Just another way. With all these choices it's hard to see how lines should continue being a problem if you have problems with your lines. I just can't win, so I just continue to spin the bottle and see what kinda puzzle I get next time I'm out. :P

Ok, the kite is still belly down, LE toward you. Doesn't matter which hand you start with but gently tug the top line. Which ever hand you tug on, that side of the kite should slide toward you. Keep doing that till you can see the end of the end cap. Stop tugging on that hand. With the other hand, pull those lines strait, but not tight. Now gently tug on the brake line of that hand.
When done right this method spins the whole kite 180 degrees and when it pops up ready to fly it's inverted. Get the hang of this and you won't have to make that last trip back out to set the kite up. Comes in handy in cutting the walks of shame down a bit in other situations too :) I'd of given up trying to learn the dive stop axle if I'd of had to walk out after all my failed attempts.

Dean :blushing:

Edited by Dean750, 02 September 2009 - 04:35 PM.


#17 antman

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Posted 03 September 2009 - 02:38 AM

my method ha never failed me.. however i quad has to do this because of how many line sets they have .. to wrap them on handles would mean carring a bulky bag of some sort.. for local flying i use my own method because i only have a few line sets and i found this method top be the best..

1 assemble your kite

2 take both left and right lines off of the handles

3 tie them to the kite

4 lay the kite leading edge down

5 with one hand on the lines themselves use the other to un wind the lines untill you get to the ends

6 you are now ready to fly

once yop master this both setup and take down can be done in minutes and you dont have to untie your lines from the handles

taking the kite down

1 land the kite LE down

2 walk foward and lat the kite lay flat

3 pull your top leaders down towards the bottom of the handles and you lower leaders towards the handle tops at this point they should all meet in the middle

4 start to wind up your lines

5 unhook one side from the kite and ties the loops together with a lark head.. repeat with the other side

6 now your ready to leave the field

i hope this helps for everybody
GOD PUT ME HERE. TO ENJOY THE WINDS

#18 REVflyer

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Posted 03 September 2009 - 03:12 AM

antman,
if when you unwrap the handles, you placed the sleeved loops onto a well placed stake, instead of directly onto the kite
you can check lines for adjustments before hooking onto the bridle. It's just one small difference but it keeps everything perfectly tuned as a matter of habit.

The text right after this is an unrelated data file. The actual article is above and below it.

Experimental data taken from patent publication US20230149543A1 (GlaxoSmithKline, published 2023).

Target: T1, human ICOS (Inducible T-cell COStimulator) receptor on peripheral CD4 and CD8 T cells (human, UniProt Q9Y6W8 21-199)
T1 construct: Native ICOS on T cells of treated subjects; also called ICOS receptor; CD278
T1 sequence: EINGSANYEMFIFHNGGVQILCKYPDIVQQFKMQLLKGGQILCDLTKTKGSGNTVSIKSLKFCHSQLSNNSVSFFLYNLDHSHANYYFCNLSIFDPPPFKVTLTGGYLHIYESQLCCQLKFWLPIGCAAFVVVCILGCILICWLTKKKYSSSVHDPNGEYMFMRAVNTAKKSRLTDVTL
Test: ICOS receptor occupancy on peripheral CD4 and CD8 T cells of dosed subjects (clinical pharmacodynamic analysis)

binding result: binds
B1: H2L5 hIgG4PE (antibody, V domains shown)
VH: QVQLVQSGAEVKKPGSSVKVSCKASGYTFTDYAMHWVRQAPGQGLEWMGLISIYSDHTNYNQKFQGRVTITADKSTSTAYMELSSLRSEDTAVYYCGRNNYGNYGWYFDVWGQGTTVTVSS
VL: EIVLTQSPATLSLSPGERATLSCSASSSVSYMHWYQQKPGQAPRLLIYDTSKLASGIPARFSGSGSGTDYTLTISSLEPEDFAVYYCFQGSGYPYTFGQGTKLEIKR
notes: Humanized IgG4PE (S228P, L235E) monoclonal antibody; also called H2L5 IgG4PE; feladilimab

It's a first thing to do with every new line set anyway (or any pilots that struggle with their overall control).

#19 Scott_of_melnsct

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Posted 03 September 2009 - 06:02 AM

5 unhook one side from the kite and ties the loops together with a lark head.. repeat with the other side

6 now your ready to leave the field

i hope this helps for everybody



I hope I'm around the next time you do this Ant. According to these instructions you're leaving your kite behind.
Scott A Koenig
Founding member: Tennessee Wind Militia
"We muster to fly at a moment's notice"

#20 Jeepster

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Posted 03 September 2009 - 07:00 AM

... Setting up: ...

3. Take the loops off your winder and put one in each hand, pulling some tension into the lines and spreading your arms to centralize the (apparent) twists a little, but don't try too hard... Working with one side first, separate one pair (top and bottom R or L), then attach to the kite, repeat with the other side.

** NOTE: DO NOT muck with what you think are twists yet, just hook up the kite, place it leading edge down on the ground and walk back to the handles.


Let's see; I've collected seven Revs plus four other quad kites, seven line sets, and nine handle sets. That yields 693 unique kite-handle-line set combinations. Unless I'm caught in the rain or are making a quick move to another field, the lines always come off both kite and handles.

One additional suggestion: When you spread the line pairs to reduce the amount of apparent twists, I find that a little "extra" tugging on first one pair and then the second will help unravel the twists. That approach is needed on Shanti lines more so than LPG.

Great write up, thanks.
Tom